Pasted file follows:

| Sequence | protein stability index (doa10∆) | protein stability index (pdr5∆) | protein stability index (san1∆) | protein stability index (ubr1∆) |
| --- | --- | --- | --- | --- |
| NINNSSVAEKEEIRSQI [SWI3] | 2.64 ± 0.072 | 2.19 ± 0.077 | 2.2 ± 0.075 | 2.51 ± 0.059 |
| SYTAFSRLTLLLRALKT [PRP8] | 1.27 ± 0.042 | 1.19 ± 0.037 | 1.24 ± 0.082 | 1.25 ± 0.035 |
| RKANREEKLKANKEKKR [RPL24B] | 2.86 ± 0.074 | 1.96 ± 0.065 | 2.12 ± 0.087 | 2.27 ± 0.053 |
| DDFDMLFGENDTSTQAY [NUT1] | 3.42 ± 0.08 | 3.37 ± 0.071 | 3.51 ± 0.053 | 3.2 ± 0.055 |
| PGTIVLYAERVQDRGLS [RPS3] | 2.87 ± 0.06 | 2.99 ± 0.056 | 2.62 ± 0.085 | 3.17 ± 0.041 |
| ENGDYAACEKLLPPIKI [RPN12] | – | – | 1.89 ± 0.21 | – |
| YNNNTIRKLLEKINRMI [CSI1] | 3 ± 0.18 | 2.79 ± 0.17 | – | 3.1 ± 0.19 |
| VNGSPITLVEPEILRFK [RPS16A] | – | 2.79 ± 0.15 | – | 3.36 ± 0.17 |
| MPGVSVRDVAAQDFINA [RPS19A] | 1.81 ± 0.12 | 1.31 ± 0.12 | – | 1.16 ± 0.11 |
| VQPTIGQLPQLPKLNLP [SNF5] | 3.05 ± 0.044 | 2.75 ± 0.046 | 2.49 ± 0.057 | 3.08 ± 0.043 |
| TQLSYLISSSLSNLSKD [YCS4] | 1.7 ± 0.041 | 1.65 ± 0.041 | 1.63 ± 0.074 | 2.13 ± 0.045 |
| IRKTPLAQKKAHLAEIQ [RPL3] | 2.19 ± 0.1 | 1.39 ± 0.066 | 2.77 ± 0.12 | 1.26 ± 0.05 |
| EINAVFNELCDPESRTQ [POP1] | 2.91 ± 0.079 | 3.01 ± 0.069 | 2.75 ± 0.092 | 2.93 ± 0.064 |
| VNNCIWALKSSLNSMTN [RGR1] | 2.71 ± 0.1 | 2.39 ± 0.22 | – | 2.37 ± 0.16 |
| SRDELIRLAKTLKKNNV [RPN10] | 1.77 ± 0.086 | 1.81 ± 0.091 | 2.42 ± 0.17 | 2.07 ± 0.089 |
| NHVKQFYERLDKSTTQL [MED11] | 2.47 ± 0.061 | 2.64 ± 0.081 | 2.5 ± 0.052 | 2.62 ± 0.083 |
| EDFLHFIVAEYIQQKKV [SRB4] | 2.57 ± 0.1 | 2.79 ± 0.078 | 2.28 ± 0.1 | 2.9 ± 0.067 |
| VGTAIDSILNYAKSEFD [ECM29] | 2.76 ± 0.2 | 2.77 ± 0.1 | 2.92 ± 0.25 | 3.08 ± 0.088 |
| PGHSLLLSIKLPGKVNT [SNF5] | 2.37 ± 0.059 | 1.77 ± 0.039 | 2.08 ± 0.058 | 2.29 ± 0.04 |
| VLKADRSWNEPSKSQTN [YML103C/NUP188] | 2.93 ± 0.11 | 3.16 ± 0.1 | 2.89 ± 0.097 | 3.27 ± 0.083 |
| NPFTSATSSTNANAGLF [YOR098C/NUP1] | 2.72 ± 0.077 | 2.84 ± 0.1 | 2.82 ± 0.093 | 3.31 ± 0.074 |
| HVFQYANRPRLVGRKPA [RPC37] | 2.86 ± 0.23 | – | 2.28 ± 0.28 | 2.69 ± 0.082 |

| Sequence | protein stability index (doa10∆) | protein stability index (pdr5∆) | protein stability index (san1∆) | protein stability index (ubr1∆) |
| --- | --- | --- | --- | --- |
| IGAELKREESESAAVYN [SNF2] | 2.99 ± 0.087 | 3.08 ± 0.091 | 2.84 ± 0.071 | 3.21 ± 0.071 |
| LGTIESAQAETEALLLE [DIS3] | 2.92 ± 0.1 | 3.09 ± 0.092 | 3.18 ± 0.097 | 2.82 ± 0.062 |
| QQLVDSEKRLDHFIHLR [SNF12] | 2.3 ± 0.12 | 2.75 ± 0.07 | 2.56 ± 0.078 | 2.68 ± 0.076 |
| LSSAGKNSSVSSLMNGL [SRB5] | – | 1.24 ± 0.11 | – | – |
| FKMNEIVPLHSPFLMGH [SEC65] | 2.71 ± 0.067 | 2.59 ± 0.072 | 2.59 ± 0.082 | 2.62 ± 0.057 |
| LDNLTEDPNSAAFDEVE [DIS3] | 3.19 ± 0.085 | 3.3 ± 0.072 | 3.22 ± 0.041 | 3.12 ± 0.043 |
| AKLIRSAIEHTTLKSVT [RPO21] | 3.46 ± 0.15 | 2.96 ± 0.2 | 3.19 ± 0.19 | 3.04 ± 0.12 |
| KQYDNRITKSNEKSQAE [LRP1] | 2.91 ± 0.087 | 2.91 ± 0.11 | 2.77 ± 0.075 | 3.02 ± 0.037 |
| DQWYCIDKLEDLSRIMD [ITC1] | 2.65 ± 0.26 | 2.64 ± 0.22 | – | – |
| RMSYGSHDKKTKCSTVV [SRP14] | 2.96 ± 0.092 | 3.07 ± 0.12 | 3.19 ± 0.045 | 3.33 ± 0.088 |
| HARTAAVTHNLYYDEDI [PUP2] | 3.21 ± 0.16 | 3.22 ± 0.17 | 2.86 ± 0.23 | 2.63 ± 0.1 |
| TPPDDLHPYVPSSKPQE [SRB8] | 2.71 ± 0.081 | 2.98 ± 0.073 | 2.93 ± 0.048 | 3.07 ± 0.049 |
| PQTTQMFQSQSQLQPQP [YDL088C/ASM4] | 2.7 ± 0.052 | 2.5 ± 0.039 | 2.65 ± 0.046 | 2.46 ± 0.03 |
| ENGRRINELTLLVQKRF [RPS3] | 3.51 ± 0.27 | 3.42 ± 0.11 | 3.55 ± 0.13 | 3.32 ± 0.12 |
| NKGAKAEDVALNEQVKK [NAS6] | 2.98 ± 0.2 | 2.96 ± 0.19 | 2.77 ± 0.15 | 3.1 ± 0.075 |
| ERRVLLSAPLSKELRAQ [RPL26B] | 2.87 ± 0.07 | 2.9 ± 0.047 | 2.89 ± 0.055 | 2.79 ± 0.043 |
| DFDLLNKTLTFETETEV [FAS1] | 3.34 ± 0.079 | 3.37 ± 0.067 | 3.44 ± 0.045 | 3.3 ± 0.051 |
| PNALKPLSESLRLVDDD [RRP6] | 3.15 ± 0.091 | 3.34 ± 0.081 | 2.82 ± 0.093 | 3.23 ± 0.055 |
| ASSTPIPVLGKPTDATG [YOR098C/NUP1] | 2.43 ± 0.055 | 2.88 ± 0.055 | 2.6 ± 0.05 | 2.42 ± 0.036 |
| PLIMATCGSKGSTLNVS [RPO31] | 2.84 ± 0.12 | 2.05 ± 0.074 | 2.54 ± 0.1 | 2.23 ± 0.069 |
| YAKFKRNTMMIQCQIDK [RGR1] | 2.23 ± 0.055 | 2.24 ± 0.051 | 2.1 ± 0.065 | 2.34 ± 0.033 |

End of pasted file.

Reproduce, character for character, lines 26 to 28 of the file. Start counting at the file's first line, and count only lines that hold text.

| --- | --- | --- | --- | --- |
| IGAELKREESESAAVYN [SNF2] | 2.99 ± 0.087 | 3.08 ± 0.091 | 2.84 ± 0.071 | 3.21 ± 0.071 |
| LGTIESAQAETEALLLE [DIS3] | 2.92 ± 0.1 | 3.09 ± 0.092 | 3.18 ± 0.097 | 2.82 ± 0.062 |